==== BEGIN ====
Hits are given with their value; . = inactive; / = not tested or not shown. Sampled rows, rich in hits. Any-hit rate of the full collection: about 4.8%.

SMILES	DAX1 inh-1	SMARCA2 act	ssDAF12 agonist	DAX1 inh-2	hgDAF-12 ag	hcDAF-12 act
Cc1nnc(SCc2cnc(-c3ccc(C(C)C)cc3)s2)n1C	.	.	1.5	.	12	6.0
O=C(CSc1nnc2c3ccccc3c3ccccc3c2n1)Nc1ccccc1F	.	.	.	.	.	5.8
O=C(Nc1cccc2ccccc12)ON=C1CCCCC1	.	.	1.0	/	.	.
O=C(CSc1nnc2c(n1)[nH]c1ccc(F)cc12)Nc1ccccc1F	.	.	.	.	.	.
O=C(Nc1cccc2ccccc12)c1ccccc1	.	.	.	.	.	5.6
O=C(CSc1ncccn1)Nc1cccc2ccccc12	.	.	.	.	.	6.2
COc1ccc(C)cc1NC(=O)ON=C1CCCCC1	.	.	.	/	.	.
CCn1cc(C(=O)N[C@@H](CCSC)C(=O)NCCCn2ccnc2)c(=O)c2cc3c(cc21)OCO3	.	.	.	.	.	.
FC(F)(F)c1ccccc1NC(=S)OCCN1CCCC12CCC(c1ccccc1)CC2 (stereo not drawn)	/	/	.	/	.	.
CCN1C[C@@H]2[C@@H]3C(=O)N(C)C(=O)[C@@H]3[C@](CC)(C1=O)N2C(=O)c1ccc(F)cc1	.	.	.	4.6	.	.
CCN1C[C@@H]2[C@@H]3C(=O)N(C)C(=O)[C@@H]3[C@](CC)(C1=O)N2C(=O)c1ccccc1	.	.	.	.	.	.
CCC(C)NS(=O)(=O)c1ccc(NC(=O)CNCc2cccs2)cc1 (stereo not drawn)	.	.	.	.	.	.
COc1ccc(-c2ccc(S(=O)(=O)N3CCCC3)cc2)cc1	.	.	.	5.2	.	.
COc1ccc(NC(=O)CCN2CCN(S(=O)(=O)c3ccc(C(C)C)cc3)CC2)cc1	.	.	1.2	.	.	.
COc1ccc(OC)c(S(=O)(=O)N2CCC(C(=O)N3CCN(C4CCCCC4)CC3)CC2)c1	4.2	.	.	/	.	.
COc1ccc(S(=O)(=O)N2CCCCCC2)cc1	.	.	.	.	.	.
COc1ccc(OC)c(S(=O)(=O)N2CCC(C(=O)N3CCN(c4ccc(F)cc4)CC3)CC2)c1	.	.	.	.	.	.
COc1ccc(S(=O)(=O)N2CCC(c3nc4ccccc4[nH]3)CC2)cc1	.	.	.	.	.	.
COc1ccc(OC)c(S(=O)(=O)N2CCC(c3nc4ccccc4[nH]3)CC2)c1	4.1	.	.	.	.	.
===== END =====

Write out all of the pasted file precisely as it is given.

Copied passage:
Hits are given with their value; . = inactive; / = not tested or not shown. Sampled rows, rich in hits. Any-hit rate of the full collection: about 4.8%.

SMILES	DAX1 inh-1	SMARCA2 act	ssDAF12 agonist	DAX1 inh-2	hgDAF-12 ag	hcDAF-12 act
Cc1nnc(SCc2cnc(-c3ccc(C(C)C)cc3)s2)n1C	.	.	1.5	.	12	6.0
O=C(CSc1nnc2c3ccccc3c3ccccc3c2n1)Nc1ccccc1F	.	.	.	.	.	5.8
O=C(Nc1cccc2ccccc12)ON=C1CCCCC1	.	.	1.0	/	.	.
O=C(CSc1nnc2c(n1)[nH]c1ccc(F)cc12)Nc1ccccc1F	.	.	.	.	.	.
O=C(Nc1cccc2ccccc12)c1ccccc1	.	.	.	.	.	5.6
O=C(CSc1ncccn1)Nc1cccc2ccccc12	.	.	.	.	.	6.2
COc1ccc(C)cc1NC(=O)ON=C1CCCCC1	.	.	.	/	.	.
CCn1cc(C(=O)N[C@@H](CCSC)C(=O)NCCCn2ccnc2)c(=O)c2cc3c(cc21)OCO3	.	.	.	.	.	.
FC(F)(F)c1ccccc1NC(=S)OCCN1CCCC12CCC(c1ccccc1)CC2 (stereo not drawn)	/	/	.	/	.	.
CCN1C[C@@H]2[C@@H]3C(=O)N(C)C(=O)[C@@H]3[C@](CC)(C1=O)N2C(=O)c1ccc(F)cc1	.	.	.	4.6	.	.
CCN1C[C@@H]2[C@@H]3C(=O)N(C)C(=O)[C@@H]3[C@](CC)(C1=O)N2C(=O)c1ccccc1	.	.	.	.	.	.
CCC(C)NS(=O)(=O)c1ccc(NC(=O)CNCc2cccs2)cc1 (stereo not drawn)	.	.	.	.	.	.
COc1ccc(-c2ccc(S(=O)(=O)N3CCCC3)cc2)cc1	.	.	.	5.2	.	.
COc1ccc(NC(=O)CCN2CCN(S(=O)(=O)c3ccc(C(C)C)cc3)CC2)cc1	.	.	1.2	.	.	.
COc1ccc(OC)c(S(=O)(=O)N2CCC(C(=O)N3CCN(C4CCCCC4)CC3)CC2)c1	4.2	.	.	/	.	.
COc1ccc(S(=O)(=O)N2CCCCCC2)cc1	.	.	.	.	.	.
COc1ccc(OC)c(S(=O)(=O)N2CCC(C(=O)N3CCN(c4ccc(F)cc4)CC3)CC2)c1	.	.	.	.	.	.
COc1ccc(S(=O)(=O)N2CCC(c3nc4ccccc4[nH]3)CC2)cc1	.	.	.	.	.	.
COc1ccc(OC)c(S(=O)(=O)N2CCC(c3nc4ccccc4[nH]3)CC2)c1	4.1	.	.	.	.	.